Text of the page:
"According to an agreed statement of facts read in court, Chris Haskell,
39, was filmed using a syringe to give horse He’soneinamillion a
tracheal and “intramuscular” injection during an OPP horse doping
investigation in October 2010.
"A search of his person revealed six “loaded syringes” full of
performance-enhancing drugs which police alleged he intended to use to
give his horses Enzo Seelster and Ideal Gift a boost."
He was (after a plea deal) convicted of fraud.
His punishment, 6 years after the fact -- "a $2,500 fine for the fraud (injecting a horse) and $1,250 for attempted fraud (being caught with drug-filled syringes)."
That's a purse check for winning a $7,500 horse race.
Why do trainers cheat? Probably because even if you're caught and convicted for fraud via a provincial police investigation, it's worth it.
h/t to @righthind
Sinking marketing money directly into the horseplayer by seeding pools is effective, in both theory and practice In Ontario and elsewher...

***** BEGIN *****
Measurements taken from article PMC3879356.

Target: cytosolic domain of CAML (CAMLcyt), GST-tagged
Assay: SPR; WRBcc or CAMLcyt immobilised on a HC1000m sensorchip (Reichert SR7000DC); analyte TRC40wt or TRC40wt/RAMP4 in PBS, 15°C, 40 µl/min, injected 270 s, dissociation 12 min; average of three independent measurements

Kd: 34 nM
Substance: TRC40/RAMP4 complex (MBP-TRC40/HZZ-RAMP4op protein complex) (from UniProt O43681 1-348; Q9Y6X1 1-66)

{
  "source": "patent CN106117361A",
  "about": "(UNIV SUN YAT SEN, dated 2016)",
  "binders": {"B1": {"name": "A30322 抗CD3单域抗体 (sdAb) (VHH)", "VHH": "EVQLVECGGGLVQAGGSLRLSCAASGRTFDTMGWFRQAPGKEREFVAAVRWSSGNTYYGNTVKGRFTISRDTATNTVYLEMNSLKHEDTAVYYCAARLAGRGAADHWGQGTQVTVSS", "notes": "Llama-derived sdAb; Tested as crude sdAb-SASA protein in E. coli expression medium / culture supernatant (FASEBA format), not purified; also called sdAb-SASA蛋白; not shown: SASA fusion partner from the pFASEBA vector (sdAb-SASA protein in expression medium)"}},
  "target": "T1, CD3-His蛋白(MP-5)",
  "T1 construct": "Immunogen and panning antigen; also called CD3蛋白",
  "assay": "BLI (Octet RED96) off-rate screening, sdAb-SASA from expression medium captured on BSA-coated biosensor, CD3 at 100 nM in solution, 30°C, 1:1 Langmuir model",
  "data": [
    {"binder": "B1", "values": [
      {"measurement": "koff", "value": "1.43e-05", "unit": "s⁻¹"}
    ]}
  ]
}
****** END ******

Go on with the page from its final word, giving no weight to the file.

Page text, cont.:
One of life's many mysteries on gambling twitter is the Jackpot Bet. Oftentimes people like @shottakingtime, echoed by others, will pos...
It's Friday - the weekend! - where the tracks are ready to fire-up some serious betting entertainment. As we know, that's primaril...
Yesterday we wrote about some (many?) inside the business who don't quite understand what we bettors do each day to try and scratch som...
Innovation and horse racing. Put together, the two of them elicit feverish reaction in this sport. One one side you have the customers, alon...
The pandemic and resulting discombobulation has certainly thrown things out of whack in horse racing, and some narratives are being turned o...